This research provides an explanation of the impact that high-profile issues can have on local nonpartisan elections. The tree ordinance in Fayetteville sparked a controversy that ignited the community's interest in the race for Mayor. This controversy provides a unique opportunity to measure how issue voting effects elections that have limited information available. The research regarding behavior in local nonpartisan elections is incomplete, because of the challenges this subject provides for political scientist. It is difficult to gauge a voter's choice when the voter's process limited knowledge of the candidates and party affiliation is removed. Generally political scientist view issue voting as requiring a high level of voter sophistication, yet voting behavior at the local level is notable for its lack of sophistication. The purpose of my research is to show that when limited tangible information is available to voters they will base their votes on "easy-issues" such as the tree controversy. This research contributes to theories in the fields of voting behavior, voter sophistication, and issue voting.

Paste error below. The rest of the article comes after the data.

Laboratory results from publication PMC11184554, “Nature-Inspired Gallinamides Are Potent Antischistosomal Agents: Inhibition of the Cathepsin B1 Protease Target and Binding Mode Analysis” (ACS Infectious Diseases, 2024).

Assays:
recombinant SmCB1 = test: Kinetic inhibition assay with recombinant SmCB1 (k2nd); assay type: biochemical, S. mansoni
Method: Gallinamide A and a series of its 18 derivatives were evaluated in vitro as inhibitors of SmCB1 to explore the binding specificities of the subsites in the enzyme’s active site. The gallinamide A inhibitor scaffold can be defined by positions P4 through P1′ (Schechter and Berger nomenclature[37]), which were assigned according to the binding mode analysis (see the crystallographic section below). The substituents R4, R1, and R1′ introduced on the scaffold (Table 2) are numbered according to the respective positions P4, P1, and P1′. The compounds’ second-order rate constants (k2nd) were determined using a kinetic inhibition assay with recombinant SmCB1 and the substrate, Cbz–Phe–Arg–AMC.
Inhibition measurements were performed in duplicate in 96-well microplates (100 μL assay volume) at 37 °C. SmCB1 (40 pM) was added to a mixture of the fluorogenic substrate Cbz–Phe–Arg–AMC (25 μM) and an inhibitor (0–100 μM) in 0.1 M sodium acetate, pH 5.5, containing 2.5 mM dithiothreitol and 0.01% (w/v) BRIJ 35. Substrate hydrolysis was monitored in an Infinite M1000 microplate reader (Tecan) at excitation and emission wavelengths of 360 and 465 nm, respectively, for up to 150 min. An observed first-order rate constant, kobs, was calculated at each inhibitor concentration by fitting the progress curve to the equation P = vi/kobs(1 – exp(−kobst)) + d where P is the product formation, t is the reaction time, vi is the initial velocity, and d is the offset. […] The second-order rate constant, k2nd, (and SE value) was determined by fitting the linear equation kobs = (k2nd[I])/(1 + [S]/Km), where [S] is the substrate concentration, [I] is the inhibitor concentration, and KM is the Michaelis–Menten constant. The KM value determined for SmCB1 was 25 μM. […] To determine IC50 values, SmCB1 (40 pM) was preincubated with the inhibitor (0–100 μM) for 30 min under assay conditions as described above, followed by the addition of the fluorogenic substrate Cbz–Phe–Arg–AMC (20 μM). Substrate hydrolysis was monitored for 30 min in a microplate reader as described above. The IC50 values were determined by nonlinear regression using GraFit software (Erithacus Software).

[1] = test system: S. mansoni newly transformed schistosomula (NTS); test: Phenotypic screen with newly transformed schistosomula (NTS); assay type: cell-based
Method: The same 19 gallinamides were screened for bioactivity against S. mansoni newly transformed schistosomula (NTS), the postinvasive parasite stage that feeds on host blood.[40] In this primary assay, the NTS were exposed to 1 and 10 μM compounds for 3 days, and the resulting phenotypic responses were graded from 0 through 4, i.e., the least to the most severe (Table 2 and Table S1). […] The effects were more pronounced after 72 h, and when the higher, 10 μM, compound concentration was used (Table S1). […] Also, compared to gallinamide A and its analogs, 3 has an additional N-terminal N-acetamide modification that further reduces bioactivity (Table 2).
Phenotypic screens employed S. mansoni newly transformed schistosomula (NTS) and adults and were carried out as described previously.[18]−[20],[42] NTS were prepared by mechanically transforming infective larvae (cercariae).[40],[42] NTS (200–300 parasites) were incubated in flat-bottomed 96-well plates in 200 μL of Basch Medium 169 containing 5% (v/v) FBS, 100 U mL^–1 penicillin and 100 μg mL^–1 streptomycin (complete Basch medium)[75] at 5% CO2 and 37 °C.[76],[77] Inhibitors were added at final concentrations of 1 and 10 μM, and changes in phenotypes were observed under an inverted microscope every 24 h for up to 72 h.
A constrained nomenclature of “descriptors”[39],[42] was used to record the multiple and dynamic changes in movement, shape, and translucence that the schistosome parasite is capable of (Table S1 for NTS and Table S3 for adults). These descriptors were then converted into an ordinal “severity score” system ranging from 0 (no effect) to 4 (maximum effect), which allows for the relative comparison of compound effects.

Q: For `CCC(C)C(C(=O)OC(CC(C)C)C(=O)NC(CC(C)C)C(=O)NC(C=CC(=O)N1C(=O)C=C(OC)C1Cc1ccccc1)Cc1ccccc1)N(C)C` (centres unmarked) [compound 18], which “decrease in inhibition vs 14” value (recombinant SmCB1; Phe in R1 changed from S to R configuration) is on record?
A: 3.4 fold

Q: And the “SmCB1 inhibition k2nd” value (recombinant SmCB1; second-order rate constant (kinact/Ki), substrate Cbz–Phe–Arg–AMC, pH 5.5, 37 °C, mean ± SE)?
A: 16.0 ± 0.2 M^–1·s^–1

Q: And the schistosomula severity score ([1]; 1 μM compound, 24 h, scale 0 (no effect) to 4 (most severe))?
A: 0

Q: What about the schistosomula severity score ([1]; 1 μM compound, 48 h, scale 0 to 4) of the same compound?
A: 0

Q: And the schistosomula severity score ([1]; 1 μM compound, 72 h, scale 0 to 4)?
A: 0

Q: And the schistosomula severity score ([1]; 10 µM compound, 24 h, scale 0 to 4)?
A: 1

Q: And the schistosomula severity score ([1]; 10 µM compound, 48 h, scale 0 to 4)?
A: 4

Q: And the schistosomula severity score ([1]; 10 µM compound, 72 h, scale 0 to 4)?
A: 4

"When a Tree Falls in Fayetteville Does it Make a Sound: The Impact of Issue Voting on Local Nonpartisan Elections,"
Inquiry: The University of Arkansas Undergraduate Research Journal: Vol. 2
, Article 10.
Available at: http://scholarworks.uark.edu/inquiry/vol2/iss1/10